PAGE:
In Pictures: An L.A. Art and Design Platform Called Sized Makes Its New York Debut With a Knockout Group Show on ‘Industrialism’

Alexander May, the founder of the Los Angeles design platform, mixes works by Rick Owens and Robert Mapplethorpe with furniture and style objects.

Jan Dibbets's sumptuous car hood photo New Colorstudies—Red S3 (1976/2021) hangs above Jean Paul Barray's Hommage à Le Corbusier—Chandigarh (1965), and L.S. Gomma's Satellite Stools (2021). "The stools are by a young London designer and it's a happy accident they go perfectly with the table," Sized founder Alexander May says. Photo: Clemen Kois.

A monolithic arch made from bass speakers pulses and vibrates. It sounds like some otherworldly heartbeat but also like you’re waiting in line outside of a rave. Whether one sees it as a sinister techno-druid inter-dimensional portal or an innocuous assemblage of subwoofers depends on the beholder.

Kevin Stahl’s 2019 nine-foot tall sculpture, Transition, is just one of the perplexing—and perplexingly beautiful—pieces in “Industrialism”, a knockout group show in New York by the Los Angeles-based design and arts platform Sized. “It hits you in this really hypnotic way,” says curator Alexander May. “It also kind of sets the tone for the whole room.”

May is the 38-year-old founder and creative director of Sized, which has staged two previous exhibitions in Los Angeles. The New York show is on view until May 28 at Donna Karan’s West Village Urban Zen space (the former studio of her late husband, sculptor Stephan Weiss). May has had most of the walls painted black and the floors on both levels are covered with repurposed, graphite-colored upside-down Bolon flooring.

Kevin Stahl's 2019 sculpture "Transition".

Kevin Stahl’s 2019 sculpture Transition. Courtesy of the artist and Sized.

Using a broad array of disparate artworks, furniture, vehicles, and even bongs—a Mapplethorpe photo here, a limited-edition Lamborghini there—May has managed to put together a show that is cohesive and oddly moving. He balances out the raw and severe with some cozy and colorful moments. On a surface level, it also looks like the zenith of modern goth-tinged bachelor pads.

Judging by the roster, May appreciates those who moonlight in design or pivot their creativity into another sphere. There is a clear fashion overlap with contributions from Jonathan Saunders, Rick Owens, Mugler’s Casey Cadwallader, and Rich Aybar (a stylist who has been affiliated with both Owens and Hood by Air). A room is devoted to Aybar’s lamps, compelling conglomerations of scavenged construction debris and cast rubber.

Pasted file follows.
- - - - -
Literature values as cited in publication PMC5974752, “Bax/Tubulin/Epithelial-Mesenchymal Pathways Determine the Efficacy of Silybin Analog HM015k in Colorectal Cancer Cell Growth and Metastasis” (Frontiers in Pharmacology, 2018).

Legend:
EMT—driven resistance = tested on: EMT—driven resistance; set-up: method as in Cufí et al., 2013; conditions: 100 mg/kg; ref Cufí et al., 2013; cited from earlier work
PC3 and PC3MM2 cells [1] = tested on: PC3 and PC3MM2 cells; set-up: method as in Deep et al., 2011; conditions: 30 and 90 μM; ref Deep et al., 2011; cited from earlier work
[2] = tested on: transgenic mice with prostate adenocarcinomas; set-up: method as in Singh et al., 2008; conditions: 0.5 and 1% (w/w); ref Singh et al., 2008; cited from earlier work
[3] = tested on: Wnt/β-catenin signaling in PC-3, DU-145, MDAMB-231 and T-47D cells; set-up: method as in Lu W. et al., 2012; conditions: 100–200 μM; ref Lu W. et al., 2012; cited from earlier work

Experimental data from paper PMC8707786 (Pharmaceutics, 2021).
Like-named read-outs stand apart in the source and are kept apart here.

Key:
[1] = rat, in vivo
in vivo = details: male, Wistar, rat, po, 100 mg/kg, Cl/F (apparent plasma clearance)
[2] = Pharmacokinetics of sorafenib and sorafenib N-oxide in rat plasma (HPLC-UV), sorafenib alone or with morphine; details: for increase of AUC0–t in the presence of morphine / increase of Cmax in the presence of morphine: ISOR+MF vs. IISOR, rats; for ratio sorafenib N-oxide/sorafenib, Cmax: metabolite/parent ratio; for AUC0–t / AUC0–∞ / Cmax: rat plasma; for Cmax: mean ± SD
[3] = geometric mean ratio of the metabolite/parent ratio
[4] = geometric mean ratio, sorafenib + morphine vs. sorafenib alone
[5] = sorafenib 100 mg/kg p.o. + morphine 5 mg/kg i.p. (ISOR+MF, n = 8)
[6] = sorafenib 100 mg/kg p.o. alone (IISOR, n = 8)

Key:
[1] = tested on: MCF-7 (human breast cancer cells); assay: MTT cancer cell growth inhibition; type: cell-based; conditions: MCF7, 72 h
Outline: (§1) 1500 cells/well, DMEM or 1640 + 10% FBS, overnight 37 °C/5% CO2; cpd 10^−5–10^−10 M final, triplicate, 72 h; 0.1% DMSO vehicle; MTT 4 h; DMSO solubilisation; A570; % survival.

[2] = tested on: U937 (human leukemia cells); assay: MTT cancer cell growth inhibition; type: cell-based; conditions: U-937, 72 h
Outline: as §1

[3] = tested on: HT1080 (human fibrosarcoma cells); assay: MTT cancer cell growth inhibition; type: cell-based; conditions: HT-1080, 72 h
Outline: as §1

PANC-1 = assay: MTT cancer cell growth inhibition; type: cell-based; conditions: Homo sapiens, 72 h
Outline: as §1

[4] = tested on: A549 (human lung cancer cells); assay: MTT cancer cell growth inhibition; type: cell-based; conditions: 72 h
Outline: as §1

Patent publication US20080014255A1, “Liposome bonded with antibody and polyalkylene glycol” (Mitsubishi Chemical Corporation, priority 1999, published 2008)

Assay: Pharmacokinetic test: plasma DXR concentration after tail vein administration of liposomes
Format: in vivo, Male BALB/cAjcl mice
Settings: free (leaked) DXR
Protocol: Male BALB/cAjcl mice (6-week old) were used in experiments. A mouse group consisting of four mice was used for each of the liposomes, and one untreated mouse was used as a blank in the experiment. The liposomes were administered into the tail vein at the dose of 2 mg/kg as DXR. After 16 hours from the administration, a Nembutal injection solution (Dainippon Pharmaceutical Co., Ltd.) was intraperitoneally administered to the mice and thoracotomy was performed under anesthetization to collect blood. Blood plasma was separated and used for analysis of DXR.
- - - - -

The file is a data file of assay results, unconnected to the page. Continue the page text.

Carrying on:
One of May’s own chairs is also featured in the show, and before he embarked on becoming a design guru, he was a painter. “You used to have to pick a lane,” May says. “I’m interested in the ingenuity of the maker and that need to create.” May took us on a tour of “Industrialism” on its opening day. See photos of the exhibition below.

Industrialism is on view through May 28, 2022 at Urban Zen, 711 Greenwich Street, New York.

Robert Mapplethorpe's "Torso (Donald Cann), (1982) hangs above Alexander May's plywood SIZED Box Chair. Photo by Clemens Kois.

Robert Mapplethorpe’s Torso (Donald Cann), (1982) hangs above Alexander May’s plywood SIZED Box Chair. “If you flip it over, it becomes a coffee table. Flip it over one more time, it’s a book shelf.” Photo: Clemens Kois.

Rick Owens, Amun Helmut Lamp, (2022). Photo by Clemens Kois.

“Michele Lamy is a close friend and collaborator. We’re developing an exhibition  opening in September in L.A.,” May says. “This headpiece was worn by a model in her last runway show.” Rick Owens, Amun Helmut Lamp (2022). Photo: Clemens Kois.

Flavie Audi's "Hugging rock 1," 2021. Courtesy of the artist and SIZED.

“We’re all familiar with weird glass sculpture which isn’t the most exciting. But [Beirut-born London-based] Flavie Audi does something unique, creating her own solar systems,” May says. “The way the colors talk to each other really makes sense.” Flavie Audi, Hugging rock 1 (2021). Courtesy of the artist and Sized.

Rich Aybar's lamps. Photo by Clemens Kois.

Rich Aybar’s lamps were born from remnants from an upstate renovation, mixed in with the history of rubber. “There is such a pervasive folksy moment in the design field, but what Aybar’s doing feels really fresh,” May says. The works are “also about how petroleum relates to the body, sex, toys, and industry.” Photo: Clemens Kois.

Chris Wolson's 2018 aluminum "Body Chair". Photo by Clemen Kois.

Chris Wolson’s 2018 aluminum Body Chair “is actually built from all of these individual pieces,” May says. “He also does a lot of work with wicker.” Photo: Clemen Kois.

Julia Thompson's 2022 nonsovereignty" sculptures. Photo by Clemens Kois.

“When I first saw Julia Thompson’s nonsovereignty sculptures (2022), they really struck me,” May says. She is a very young LA-based artist. I really believe in emerging talent being in the same room with established work.” Photo: Clemens Kois.

Maria Sparre-Petersen's serene 2021 recycled glass "Oval Centerpiece" contrasts with Matt Mullican's 2016 "Untitled (Locomotive). Photo by Clemens Kois.

Maria Sparre-Petersen’s serene recycled glass Oval Centerpiece (2021) contrasts with Matt Mullican’s Untitled (Locomotive) (2016). Photo: Clemens Kois.

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